Building Our Water Treatment System

Adam, having worked under the careful guidance of Edwin Tomas (Silicon Valley Mechanical), cut the copper fittings and built the components.  Then, he sweated the components together into separate assemblies.

Adam started by making a jig that would hold the components ...


Then started 'sweating' the pieces together to create the components ...


And, finally, sweated the components together and made the assembly.


The two assembies were joined and the complete system pressure tested to 100 PSI overnight. The system is in front of where it will be cut into the actual water supply. Note that we moved the potassium tank into the corner.

Treating Our Water

We want to have excellent water inside our house.  First, we need to get rid of the ‘scaling’ of the hard water that we have.  Second, we want the water purified so we can drink it.  Although our water in Monte Sereno is relatively pure, it is loaded with calcium carbonate, which leaves a white residue (scaling) everywhere.

We bought the equipment through Jerry Breen, who is a water ‘expert’ that lives in our community in Los Gatos.

After Jerry designed our system, we had the components delivered and now have to build the system.

First, the water is put through an activated charcoal filter, which eliminates organic materials and filters any sediments out of the water.  Then, the water goes through a potassium water softner, which eliminates the calcium carbonate that causes scaling.

Our water treatment system will be in the East Mechanical room and has the activated charcoal filter on the left, with the potassium water softener on the right. The bin in the middle is for holding the potassium cubes.


We will use the remaining copper fittings from our West Mechanical room ...


Here is the layout for one of the two components. (Don't worry, it will be easier to understand once built.)


Hosting Students from West Valley College

We’ve hosted a number of site visits for various groups .in the past.  Usually, the groups are architects or construction students.  This one was a bit different as it was a group of interior design students from West Valley College.

The instructor was Linda Newton, and she was referred to us by John Mitchell and Dan Singleton.  Linda was interested in showing her students the systems comprising an energy efficient home.  Specifically, she wanted a tour to show the mechanical systems, geothermal heat exchange, solar photovoltaic system, and rainwater capture and management.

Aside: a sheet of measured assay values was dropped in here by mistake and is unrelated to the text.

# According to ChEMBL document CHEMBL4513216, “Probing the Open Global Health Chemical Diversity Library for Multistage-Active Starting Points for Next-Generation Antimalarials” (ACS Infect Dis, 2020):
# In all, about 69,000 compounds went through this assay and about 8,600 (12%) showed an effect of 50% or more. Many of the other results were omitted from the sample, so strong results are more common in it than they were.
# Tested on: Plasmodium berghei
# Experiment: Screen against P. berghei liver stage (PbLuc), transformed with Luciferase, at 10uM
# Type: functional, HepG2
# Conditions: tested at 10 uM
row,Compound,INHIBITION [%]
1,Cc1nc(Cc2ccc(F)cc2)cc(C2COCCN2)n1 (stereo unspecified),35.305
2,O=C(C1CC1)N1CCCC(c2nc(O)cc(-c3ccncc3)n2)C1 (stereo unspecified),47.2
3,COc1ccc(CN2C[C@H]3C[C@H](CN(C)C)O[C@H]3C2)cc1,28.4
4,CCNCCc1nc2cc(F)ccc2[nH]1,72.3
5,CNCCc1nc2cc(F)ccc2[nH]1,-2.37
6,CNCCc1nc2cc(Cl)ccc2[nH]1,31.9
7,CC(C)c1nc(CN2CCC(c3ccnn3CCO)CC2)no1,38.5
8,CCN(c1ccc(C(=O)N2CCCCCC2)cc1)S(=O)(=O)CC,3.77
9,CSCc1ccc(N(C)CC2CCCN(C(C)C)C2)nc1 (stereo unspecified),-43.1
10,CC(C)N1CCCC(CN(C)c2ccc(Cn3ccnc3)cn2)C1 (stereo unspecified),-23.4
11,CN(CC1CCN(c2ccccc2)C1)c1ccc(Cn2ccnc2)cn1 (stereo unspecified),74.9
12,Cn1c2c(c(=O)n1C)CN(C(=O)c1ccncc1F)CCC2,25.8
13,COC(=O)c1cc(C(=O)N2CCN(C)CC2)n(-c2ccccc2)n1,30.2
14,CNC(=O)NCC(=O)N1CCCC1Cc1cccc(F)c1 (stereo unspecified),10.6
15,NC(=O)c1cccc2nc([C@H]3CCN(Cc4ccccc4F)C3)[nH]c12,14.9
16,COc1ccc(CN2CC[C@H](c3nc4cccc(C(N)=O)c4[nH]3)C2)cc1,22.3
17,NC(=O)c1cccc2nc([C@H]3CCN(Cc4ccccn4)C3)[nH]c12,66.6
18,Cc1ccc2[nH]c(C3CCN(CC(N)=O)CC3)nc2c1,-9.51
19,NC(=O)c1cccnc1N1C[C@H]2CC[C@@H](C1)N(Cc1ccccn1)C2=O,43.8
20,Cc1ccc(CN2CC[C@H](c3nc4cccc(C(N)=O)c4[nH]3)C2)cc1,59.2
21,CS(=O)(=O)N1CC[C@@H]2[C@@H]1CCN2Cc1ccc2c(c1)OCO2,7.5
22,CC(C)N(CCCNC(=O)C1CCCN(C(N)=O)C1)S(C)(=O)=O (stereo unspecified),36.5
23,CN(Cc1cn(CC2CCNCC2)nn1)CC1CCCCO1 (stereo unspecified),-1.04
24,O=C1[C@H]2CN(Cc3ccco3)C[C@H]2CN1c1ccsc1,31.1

Linda estimated  that there could be some 30 students that may attend.  For such a group, we thought it would be best to have three groups of ten, with three ‘tour stations.’  Bryan recruited Ken Martin and John Rider to host two stations, with Bryan hosting the third.  Each group would spend up to 20 minutes at each ‘tour station’ then rotate.  Yes, each tour station host would have to make similar presentations three times.

The tour started promptly as planned, and went for a full 90 minutes.  We were pleased to have several of the instructors there from the Interior Design Faculty.

Everyone seemed to enjoy the tour and they wanted to see it upon completion.


Bryan provides an overview in the Atrium at the start of the tour (left to right, Esin Kariova, Cigdern Bulut, Lucile Glessner, Carol Langston, Elizabeth Goldberg and Cita Rojas.


More students …


Ken Martin presenting the technical aspects of the geothermal heat exchange and hydronic heating/cooling systems.



Ken Marting explaining how a manifold works for multiple zones.



Bryan explaining in the Atrium. Left to right, Citta Rojas, Lucile Glessner, Billy Gee, Rashmi Singh and Diane Hurd (Department Chair).


Linda Newton, who organized the tour.


Everyone liked the ‘vertical culvert’ with the water at the bottom.


John Rider presenting, using his iPad.


Wrapping up in the Lower Level …


Hosting a class from West Valley College. Left to right, Cigdem Bulut, full time faculty, Bryan, Anna Harrison, ASID, LEED AP, associate faculty, and Linda Sanford, lighting designer/associate faculty.

Lighting Up the East Mechanical Room

We received the 3FLinda lights and were able to get them installed.  They look great!

Dan and Adam continued to work on the wall in the Wine Dining.  This will be a work of art that will be absolutely amazing.  While enjoying a glass of wine, it will be nice to reflect on how the wall was built and where the materials came from.

Way cool ..

These are the individual pieces of wood that are being used to construct the West wall in the Wine Dining room.

Dan and Adam have been working meticulously on the wall. Each strip is one inch wide and consists of five (5) pieces of wood. These pieces are held together with a spline, which is nailed into the wall with 22 gauge stainless steel brad nails.

The East Mechanical room is lit up with the 3FLinda lights.

The 3FLinda fixtures each have two T5-HO fluorescent bulbs. The temporary light is in the background.

View of the network equipment rack in the East Mechanical room. The shelfs under the rack are temporary.



Building the Finished Wall in the Wine Dining

We want to have the ‘Wine Dining’ room to be special.  When Jo-Anne learned that we could buy the wood from the wine tanks at Mirassou Winery on Aborn Road in San Jose, she said ‘Do it.’

Milling the wood and creating the wall has been extremely labor intensive and time consuming.  We think it will be worth it.

Our friend, Kostas Karachristos, recommended that we use RedGard as a waterproofing membrane, which we did.

The wall in the Wine Dining is starting to come together …

The wall in the Wine Dining is coated with RedGard, which is a liquid waterproofing membrane.


Dan (left) and Adam (right) are putting the very first column of wood in place. It is important to get the first column correct, as any errors will be amplified as there are more than 140 columns of wood that will become the wall.